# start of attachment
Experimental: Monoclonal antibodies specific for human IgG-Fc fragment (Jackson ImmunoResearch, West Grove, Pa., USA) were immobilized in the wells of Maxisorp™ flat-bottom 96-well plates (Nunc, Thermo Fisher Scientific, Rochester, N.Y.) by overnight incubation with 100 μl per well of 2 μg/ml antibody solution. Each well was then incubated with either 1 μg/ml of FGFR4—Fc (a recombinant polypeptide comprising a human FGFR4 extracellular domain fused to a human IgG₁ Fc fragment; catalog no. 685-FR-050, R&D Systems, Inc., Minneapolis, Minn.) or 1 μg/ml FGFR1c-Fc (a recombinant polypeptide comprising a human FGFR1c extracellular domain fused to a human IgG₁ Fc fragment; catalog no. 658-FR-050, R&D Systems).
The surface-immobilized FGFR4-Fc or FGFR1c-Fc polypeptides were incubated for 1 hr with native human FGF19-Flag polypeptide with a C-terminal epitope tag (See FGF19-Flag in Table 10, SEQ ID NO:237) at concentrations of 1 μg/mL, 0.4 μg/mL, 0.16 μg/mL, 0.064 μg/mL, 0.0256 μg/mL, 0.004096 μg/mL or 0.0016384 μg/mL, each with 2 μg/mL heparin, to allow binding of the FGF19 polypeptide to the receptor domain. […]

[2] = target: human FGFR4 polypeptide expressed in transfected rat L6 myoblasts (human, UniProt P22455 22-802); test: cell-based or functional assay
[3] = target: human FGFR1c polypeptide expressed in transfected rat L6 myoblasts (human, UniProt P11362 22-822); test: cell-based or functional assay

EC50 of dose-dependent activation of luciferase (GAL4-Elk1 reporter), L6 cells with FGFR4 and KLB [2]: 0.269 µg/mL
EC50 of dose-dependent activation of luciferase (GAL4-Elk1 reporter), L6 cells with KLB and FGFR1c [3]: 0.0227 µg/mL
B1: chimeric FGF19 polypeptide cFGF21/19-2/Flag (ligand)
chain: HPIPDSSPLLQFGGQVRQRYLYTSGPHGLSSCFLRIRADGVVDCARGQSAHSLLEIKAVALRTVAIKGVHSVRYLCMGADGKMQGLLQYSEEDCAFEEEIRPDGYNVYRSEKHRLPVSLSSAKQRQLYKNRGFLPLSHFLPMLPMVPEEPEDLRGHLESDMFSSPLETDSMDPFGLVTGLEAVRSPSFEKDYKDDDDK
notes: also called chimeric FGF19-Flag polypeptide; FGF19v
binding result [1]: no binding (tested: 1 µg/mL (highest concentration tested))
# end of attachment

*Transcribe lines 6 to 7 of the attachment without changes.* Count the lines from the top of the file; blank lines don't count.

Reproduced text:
EC50 of dose-dependent activation of luciferase (GAL4-Elk1 reporter), L6 cells with KLB and FGFR1c [3]: 0.0227 µg/mL
B1: chimeric FGF19 polypeptide cFGF21/19-2/Flag (ligand)